The drought that has gripped Georgia since May 1998 is expected to continue and will likely worsen during the spring and summer.

Early winter rains gave hope that Georgia's long drought would recede. However, an extremely dry late December through late February has caused drought conditions to intensify statewide.

As of Feb. 20, all locations in Georgia were reporting rainfall deficits for the year. Athens was 3.49 inches below normal, Atlanta 3.78, Augusta 3.78, Columbus 5.46, Macon 4.95, Savannah 3.93 and Tifton 6.18.

These deficits are on top of the 10 to 15 inches below normal values for 2000. Since May 1998, much of the state is more than 30 inches below normal.

Soil moisture models from the National Climate Prediction Center (CPC) indicate that soil moisture is very low across the entire state. It's extremely low in the Piedmont and the northeast mountain counties.

Streams were at record or near-record low flows in late February. Without substantial rainfall, streamflow conditions won't improve.

Groundwater levels also remained at record or near-record low levels in the month of February.

The Georgia Forestry Commission reports that in January 2001 there were 1,297 wildfires, which is 102 percent above normal. These fires affected 4,743 acres, 134 percent above normal.

Prospects for widespread, long-term drought relief are not good. Conditions will probably worsen during the spring and summer. CPC's drought outlook for Georgia is for the drought to continue at least through May.

Based on past climate, March is Georgia's last best chance for relief. With the extremely low deep-soil moisture and groundwater levels, March is too short for major recharge. However, normal rainfall in March will help topsoil moisture and reservoir levels.

In March, soil moisture normally increases with bountiful spring rains and minimal soil moisture loss from evaporation and plant water use.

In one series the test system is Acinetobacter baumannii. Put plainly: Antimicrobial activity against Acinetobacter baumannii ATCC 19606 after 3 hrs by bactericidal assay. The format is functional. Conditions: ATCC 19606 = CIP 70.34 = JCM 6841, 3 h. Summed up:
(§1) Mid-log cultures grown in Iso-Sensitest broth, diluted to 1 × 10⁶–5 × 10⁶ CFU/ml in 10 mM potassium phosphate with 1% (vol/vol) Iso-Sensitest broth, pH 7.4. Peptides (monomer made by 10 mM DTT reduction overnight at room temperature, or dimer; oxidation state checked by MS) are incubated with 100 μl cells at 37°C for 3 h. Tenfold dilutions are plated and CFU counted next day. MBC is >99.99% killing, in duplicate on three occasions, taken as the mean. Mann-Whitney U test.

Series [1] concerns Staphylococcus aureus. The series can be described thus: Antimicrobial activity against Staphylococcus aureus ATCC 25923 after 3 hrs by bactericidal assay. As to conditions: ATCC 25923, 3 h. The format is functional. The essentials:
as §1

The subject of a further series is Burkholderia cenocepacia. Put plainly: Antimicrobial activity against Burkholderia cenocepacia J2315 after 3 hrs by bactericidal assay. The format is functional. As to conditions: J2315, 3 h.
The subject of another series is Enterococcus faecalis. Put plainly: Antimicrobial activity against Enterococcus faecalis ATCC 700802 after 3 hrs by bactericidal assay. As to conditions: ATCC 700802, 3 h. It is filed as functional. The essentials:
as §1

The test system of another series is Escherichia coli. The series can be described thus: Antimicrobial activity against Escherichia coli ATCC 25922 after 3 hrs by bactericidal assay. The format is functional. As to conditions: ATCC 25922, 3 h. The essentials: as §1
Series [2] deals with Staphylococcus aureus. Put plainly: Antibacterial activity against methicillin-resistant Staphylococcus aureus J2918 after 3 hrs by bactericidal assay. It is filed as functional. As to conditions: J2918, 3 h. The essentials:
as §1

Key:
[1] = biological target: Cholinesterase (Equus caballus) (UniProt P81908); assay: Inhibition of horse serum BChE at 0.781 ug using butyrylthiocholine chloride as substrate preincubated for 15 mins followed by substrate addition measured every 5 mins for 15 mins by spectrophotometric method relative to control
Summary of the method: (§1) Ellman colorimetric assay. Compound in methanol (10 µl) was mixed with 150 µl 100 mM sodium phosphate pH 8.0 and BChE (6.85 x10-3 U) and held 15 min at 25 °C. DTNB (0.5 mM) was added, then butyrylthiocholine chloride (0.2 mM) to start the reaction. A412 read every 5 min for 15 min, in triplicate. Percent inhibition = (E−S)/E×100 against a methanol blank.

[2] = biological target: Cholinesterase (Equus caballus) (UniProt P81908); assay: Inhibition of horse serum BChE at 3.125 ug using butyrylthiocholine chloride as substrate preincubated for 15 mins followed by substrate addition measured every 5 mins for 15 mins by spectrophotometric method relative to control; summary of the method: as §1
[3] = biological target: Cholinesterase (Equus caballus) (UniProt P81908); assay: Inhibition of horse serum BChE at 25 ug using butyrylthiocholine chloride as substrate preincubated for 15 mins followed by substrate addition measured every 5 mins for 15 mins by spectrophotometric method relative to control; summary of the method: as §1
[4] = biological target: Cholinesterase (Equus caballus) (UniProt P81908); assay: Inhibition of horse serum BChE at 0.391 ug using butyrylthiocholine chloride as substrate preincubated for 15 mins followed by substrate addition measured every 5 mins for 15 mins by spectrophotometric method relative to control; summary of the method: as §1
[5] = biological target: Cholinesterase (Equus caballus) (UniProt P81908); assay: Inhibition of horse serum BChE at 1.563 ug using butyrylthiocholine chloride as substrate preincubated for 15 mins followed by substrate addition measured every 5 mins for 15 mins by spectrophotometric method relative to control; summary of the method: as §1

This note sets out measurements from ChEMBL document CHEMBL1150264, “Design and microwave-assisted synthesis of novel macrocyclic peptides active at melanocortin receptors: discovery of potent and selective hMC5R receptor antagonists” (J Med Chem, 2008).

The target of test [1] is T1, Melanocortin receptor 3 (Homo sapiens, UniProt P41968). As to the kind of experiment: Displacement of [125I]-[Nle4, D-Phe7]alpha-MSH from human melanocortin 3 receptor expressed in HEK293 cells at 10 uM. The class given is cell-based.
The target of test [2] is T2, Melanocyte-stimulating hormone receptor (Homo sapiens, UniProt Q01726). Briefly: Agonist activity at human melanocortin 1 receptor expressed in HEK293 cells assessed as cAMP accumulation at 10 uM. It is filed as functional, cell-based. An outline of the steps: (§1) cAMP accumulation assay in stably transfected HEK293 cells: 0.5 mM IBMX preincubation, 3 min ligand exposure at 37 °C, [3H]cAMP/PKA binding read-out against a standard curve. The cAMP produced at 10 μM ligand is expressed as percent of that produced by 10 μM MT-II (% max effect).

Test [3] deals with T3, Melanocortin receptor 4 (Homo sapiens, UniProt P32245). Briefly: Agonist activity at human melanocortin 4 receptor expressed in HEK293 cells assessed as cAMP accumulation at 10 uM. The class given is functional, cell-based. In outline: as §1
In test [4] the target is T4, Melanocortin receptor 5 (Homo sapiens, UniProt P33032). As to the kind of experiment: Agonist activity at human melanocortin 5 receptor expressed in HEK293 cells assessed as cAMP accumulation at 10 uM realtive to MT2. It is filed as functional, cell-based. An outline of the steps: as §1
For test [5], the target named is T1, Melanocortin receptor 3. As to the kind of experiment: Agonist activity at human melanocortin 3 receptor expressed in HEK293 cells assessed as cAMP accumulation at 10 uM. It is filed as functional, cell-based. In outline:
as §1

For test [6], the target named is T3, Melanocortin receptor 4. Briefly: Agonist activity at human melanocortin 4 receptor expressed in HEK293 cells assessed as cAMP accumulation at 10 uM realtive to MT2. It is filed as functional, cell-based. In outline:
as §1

By April, soil moisture loss is normally balanced by rainfall.

Starting in May, the soil moisture loss from evaporation and plant water use is usually greater than the rainfall. Thus by May, with normal weather, the state's soils will begin to become dryer.

If the soils are dry on April 1, with normal weather, drought conditions will continue and worsen through the spring and summer.

The March-through-May climate outlook from CPC is for an increased likelihood of below-normal rainfall statewide except in the extreme northern mountain counties.

Across the extreme north, the outlook is for equal chances of below-normal, near-normal, and above-normal rainfall. CPC's temperature outlook for March through May is for equal chances of below-normal, near-normal, and above-normal temperatures.

The June-through-August climate outlook from CPC is for an increased likelihood of above-normal temperatures statewide. Above-normal temperatures will increase soil moisture loss through increased evaporation and increased plant water use.

CPC's rainfall outlook is for equal chances of below-normal, near-normal and above-normal rainfall across the entire state.

Even with normal rainfall during the summer, Georgia's soils become drier. With the soils already dry, normal weather will just compound the problem. All of this indicates that the drought will continue and likely worsen through the summer.

EDITOR'S NOTE — David Stooksbury is the state climatologist, a professor of engineering and graduate coordinator for atmospheric sciences in the University of Georgia College of Agricultural and Environmental Sciences.

EDITOR'S NOTE — David Stooksbury is the state climatologist, a professor of engineering and graduate coordinator for atmospheric sciences in the University of Georgia College of Agricultural and Environmental Sciences.